Members of Congress in both parties could be approaching a consensus on
potential changes to Social Security, the cherished but financially
troubled public retirement program. With the deficit rising and Social Security getting more expensive, everyone is looking for ways to tighten
to federal belt. It's just talk at this point, but the talk is of
significant changes. Here's what's being discussed and what it would
- Bipartisan Interest in Raising Retirement Age
Talking Points Memo's Brian Beutler reports, "Is
there a new, bipartisan consensus forming on Capitol Hill about whether
(and how) to scale back Social Security benefits? A surprising number of
signs point to 'yes' -- and that has many progressives looking ahead a
few months to what they believe could become a serious fight. Several of
the most powerful members of the House -- Republicans and Democrats --
have recently voiced real support for the idea of raising the retirement
age for people middle-aged and younger as part of a larger plan to
reduce long-term deficits, inching closer to what not too long ago was
the third rail of American politics."
- Why This Is a 'Terrible
Idea' Liberal blogger Matthew Yglesias explains,
"This is, I think, a pretty terrible idea. As I've said before, if
we're going to cut spending on retirement programs then it makes much
more sense to reduce Medicare outlays by $1 than to reduce Social
Security benefits by $1. ... if you want to cut Social Security benefits
you should just cut Social Security benefits. Reducing outlays
via the mechanism of a higher retirement age is going to mean that the
incidence of the cuts falls most heavily on people with physically
taxing--or simply boring and annoying--jobs. It's one of the most
regressive possible ways of trimming spending."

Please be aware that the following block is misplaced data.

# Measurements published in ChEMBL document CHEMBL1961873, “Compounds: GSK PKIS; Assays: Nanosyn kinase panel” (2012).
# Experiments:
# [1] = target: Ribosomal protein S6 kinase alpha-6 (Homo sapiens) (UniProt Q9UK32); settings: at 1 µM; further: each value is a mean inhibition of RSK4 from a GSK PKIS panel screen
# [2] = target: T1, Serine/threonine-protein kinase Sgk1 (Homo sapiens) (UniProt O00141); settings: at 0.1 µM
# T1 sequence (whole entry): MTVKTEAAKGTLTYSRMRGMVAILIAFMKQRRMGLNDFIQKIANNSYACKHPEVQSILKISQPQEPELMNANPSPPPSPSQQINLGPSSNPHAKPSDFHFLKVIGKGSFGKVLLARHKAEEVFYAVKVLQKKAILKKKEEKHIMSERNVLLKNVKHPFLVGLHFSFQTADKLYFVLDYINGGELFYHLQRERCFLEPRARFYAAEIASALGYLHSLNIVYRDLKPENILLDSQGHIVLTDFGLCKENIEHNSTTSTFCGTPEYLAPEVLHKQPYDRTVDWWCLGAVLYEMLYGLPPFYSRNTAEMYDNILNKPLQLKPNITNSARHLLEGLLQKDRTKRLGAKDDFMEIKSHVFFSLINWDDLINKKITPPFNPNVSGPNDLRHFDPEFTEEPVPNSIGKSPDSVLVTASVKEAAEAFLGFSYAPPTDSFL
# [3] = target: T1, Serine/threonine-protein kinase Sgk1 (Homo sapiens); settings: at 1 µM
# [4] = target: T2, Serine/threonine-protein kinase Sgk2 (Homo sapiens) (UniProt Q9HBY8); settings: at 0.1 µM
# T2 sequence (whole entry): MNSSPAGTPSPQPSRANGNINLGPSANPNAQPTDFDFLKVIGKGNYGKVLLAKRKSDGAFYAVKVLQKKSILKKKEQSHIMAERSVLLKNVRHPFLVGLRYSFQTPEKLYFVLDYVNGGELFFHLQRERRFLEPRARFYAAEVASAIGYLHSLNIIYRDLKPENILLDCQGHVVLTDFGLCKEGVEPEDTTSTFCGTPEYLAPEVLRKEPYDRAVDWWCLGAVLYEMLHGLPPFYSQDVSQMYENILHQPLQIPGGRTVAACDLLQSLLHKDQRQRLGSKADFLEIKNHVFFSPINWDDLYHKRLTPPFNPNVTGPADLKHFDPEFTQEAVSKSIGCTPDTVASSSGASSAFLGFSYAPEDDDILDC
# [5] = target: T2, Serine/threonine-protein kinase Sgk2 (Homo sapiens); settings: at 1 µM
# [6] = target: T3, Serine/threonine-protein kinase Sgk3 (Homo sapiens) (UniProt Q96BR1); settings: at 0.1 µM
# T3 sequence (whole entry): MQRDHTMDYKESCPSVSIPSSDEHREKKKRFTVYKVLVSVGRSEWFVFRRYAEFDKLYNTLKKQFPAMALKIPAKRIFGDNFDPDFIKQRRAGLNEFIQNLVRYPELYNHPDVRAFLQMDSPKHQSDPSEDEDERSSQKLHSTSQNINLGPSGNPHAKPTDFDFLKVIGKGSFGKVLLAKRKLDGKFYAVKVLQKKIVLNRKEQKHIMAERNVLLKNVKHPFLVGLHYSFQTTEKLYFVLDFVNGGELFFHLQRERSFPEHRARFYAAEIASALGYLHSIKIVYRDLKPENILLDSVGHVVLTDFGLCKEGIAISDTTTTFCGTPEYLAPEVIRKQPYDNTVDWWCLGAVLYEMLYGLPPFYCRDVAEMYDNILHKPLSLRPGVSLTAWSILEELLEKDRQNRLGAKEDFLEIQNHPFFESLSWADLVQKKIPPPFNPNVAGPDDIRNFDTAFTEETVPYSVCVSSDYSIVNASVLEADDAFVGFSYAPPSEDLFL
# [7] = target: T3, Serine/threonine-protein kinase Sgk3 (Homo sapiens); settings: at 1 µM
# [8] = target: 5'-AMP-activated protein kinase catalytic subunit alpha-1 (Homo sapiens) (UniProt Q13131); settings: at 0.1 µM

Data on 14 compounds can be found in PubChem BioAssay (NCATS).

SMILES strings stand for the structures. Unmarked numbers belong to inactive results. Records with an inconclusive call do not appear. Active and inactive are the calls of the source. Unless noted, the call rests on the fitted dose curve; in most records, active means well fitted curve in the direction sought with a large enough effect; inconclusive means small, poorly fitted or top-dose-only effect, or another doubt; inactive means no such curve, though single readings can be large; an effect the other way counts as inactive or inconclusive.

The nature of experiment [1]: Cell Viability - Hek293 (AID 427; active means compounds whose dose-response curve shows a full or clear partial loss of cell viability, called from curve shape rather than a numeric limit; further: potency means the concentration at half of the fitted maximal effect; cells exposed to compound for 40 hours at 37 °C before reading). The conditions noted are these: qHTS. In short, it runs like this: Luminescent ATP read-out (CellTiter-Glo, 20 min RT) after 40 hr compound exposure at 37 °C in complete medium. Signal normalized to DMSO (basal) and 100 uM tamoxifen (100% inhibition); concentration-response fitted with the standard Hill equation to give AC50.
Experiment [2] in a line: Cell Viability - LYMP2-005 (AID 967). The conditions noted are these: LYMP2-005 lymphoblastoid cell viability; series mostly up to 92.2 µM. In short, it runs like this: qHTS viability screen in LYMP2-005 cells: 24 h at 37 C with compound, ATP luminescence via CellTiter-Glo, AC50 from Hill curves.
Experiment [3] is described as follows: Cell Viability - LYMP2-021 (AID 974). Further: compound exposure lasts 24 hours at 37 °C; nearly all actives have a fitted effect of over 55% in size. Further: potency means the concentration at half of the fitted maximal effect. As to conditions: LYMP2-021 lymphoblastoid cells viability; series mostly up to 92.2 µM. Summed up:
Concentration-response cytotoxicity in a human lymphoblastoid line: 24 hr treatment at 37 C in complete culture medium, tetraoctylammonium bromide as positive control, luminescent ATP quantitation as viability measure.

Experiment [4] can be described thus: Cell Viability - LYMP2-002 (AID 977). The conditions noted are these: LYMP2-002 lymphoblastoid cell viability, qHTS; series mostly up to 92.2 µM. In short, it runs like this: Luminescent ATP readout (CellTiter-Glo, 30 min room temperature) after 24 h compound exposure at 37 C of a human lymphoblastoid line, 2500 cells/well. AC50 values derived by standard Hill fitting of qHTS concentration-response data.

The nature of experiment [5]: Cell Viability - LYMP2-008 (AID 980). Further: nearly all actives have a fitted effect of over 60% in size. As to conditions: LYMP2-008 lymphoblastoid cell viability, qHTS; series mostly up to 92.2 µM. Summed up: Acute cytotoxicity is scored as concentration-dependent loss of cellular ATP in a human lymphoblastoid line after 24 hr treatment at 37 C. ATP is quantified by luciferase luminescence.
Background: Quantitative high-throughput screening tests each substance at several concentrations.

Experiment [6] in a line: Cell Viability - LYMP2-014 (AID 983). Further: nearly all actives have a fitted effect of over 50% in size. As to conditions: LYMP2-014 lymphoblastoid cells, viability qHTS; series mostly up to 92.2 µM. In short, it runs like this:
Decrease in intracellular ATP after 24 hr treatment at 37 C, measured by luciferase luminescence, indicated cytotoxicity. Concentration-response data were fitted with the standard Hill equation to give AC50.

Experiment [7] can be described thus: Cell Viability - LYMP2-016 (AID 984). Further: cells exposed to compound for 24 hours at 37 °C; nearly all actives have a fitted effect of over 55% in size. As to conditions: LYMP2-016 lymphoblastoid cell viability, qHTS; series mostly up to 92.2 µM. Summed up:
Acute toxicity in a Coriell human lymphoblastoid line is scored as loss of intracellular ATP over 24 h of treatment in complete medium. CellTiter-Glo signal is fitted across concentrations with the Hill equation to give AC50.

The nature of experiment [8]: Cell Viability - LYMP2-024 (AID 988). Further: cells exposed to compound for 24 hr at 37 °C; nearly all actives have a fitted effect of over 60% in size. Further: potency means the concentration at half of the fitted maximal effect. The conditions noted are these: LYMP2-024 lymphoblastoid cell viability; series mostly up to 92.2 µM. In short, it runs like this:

- Pass Job
Stimulus Bills Instead Daily Kos's Joan McCarter suggests,
"Here's something our Members of Congress should be occupying their
noggins with: the middle-aged and older are the largest group of the
long-term unemployed. A little job creation could potentially go a long
way here. Maybe if they actually were working, and contributing into the
system by paying both income and Social Security taxes, our economic
picture would be a little less bleak. Telling these people now--who want
to be working--that they'll have an extra 15 years to be stigmatized by
being unemployed is just cruel."
- Low Retirement Age Is
Outdated The Washington Post's Ruth Marcus recounts a
discussion with AFL-CIO President Rich Trumka. "Ask Trumka about whether
the eligibility age for Social Security, now 62 for partial benefits,
should be raised. This former coal miner -- and son and grandson of coal
miners -- erupts. His father worked 44 years in the mines, suffering
from black lung, 'and if you had said to my dad, You have to work until
you're 63, that would have been a death sentence.' Fair enough. Some
people may need special protection. But, an editor asks, gesturing
around the gleaming conference table at the middle-aged assembly, what
about those who do not work in such punishing occupations and for whom
the current system would provide two, maybe three, decades of benefits?
'What's wrong with that?' Trumka asks indignantly. 'The rest of the
world does that!' Yes, and how are things going in Greece?"
Are Better Ways to Save Money The New Republic's Jonathan Chait sighs, "The
liberals are correct, as I said, that you don't have to cut
Social Security benefits. You could reduce the deficit by raising taxes
and cutting spending on programs that serve no liberal benefit, like
farm subsidies and wasteful defense programs. The problem is, there's no
remotely plausible scenario where Democrats could enact a program like
that. The public hates raising taxes, and wasteful tax loopholes and
programs have powerful constituencies."
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